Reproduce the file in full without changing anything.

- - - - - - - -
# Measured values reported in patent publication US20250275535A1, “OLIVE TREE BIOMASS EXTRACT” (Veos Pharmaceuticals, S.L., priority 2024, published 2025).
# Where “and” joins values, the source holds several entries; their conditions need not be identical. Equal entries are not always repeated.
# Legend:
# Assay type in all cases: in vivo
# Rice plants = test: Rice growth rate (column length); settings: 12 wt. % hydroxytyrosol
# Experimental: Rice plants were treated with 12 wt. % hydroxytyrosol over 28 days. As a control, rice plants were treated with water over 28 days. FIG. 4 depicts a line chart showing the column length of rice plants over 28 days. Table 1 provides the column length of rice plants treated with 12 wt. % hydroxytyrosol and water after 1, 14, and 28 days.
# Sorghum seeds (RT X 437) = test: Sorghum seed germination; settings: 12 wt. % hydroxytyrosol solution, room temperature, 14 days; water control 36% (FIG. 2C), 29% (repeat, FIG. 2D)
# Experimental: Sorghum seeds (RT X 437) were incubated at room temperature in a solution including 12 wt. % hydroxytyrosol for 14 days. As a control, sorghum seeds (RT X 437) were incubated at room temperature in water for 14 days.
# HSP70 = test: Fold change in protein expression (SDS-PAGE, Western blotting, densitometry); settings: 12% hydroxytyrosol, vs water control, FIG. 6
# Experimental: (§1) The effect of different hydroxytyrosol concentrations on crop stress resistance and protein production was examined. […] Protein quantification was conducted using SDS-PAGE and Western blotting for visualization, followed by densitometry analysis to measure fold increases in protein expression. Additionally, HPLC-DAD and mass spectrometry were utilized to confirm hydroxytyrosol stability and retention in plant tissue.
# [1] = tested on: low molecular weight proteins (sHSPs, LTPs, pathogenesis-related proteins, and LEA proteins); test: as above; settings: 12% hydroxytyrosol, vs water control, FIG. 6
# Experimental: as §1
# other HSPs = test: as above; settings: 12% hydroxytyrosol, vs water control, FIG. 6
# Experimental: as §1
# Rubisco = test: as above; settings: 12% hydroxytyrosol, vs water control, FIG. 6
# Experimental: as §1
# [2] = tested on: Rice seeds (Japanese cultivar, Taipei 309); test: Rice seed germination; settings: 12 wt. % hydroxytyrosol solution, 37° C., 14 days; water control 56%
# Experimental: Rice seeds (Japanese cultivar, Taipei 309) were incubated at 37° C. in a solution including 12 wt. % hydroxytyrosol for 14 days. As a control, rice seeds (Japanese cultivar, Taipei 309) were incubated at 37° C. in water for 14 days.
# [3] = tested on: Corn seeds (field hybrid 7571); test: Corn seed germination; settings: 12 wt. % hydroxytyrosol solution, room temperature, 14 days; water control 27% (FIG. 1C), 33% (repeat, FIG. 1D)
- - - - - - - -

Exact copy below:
# Measured values reported in patent publication US20250275535A1, “OLIVE TREE BIOMASS EXTRACT” (Veos Pharmaceuticals, S.L., priority 2024, published 2025).
# Where “and” joins values, the source holds several entries; their conditions need not be identical. Equal entries are not always repeated.
# Legend:
# Assay type in all cases: in vivo
# Rice plants = test: Rice growth rate (column length); settings: 12 wt. % hydroxytyrosol
# Experimental: Rice plants were treated with 12 wt. % hydroxytyrosol over 28 days. As a control, rice plants were treated with water over 28 days. FIG. 4 depicts a line chart showing the column length of rice plants over 28 days. Table 1 provides the column length of rice plants treated with 12 wt. % hydroxytyrosol and water after 1, 14, and 28 days.
# Sorghum seeds (RT X 437) = test: Sorghum seed germination; settings: 12 wt. % hydroxytyrosol solution, room temperature, 14 days; water control 36% (FIG. 2C), 29% (repeat, FIG. 2D)
# Experimental: Sorghum seeds (RT X 437) were incubated at room temperature in a solution including 12 wt. % hydroxytyrosol for 14 days. As a control, sorghum seeds (RT X 437) were incubated at room temperature in water for 14 days.
# HSP70 = test: Fold change in protein expression (SDS-PAGE, Western blotting, densitometry); settings: 12% hydroxytyrosol, vs water control, FIG. 6
# Experimental: (§1) The effect of different hydroxytyrosol concentrations on crop stress resistance and protein production was examined. […] Protein quantification was conducted using SDS-PAGE and Western blotting for visualization, followed by densitometry analysis to measure fold increases in protein expression. Additionally, HPLC-DAD and mass spectrometry were utilized to confirm hydroxytyrosol stability and retention in plant tissue.
# [1] = tested on: low molecular weight proteins (sHSPs, LTPs, pathogenesis-related proteins, and LEA proteins); test: as above; settings: 12% hydroxytyrosol, vs water control, FIG. 6
# Experimental: as §1
# other HSPs = test: as above; settings: 12% hydroxytyrosol, vs water control, FIG. 6
# Experimental: as §1
# Rubisco = test: as above; settings: 12% hydroxytyrosol, vs water control, FIG. 6
# Experimental: as §1
# [2] = tested on: Rice seeds (Japanese cultivar, Taipei 309); test: Rice seed germination; settings: 12 wt. % hydroxytyrosol solution, 37° C., 14 days; water control 56%
# Experimental: Rice seeds (Japanese cultivar, Taipei 309) were incubated at 37° C. in a solution including 12 wt. % hydroxytyrosol for 14 days. As a control, rice seeds (Japanese cultivar, Taipei 309) were incubated at 37° C. in water for 14 days.
# [3] = tested on: Corn seeds (field hybrid 7571); test: Corn seed germination; settings: 12 wt. % hydroxytyrosol solution, room temperature, 14 days; water control 27% (FIG. 1C), 33% (repeat, FIG. 1D)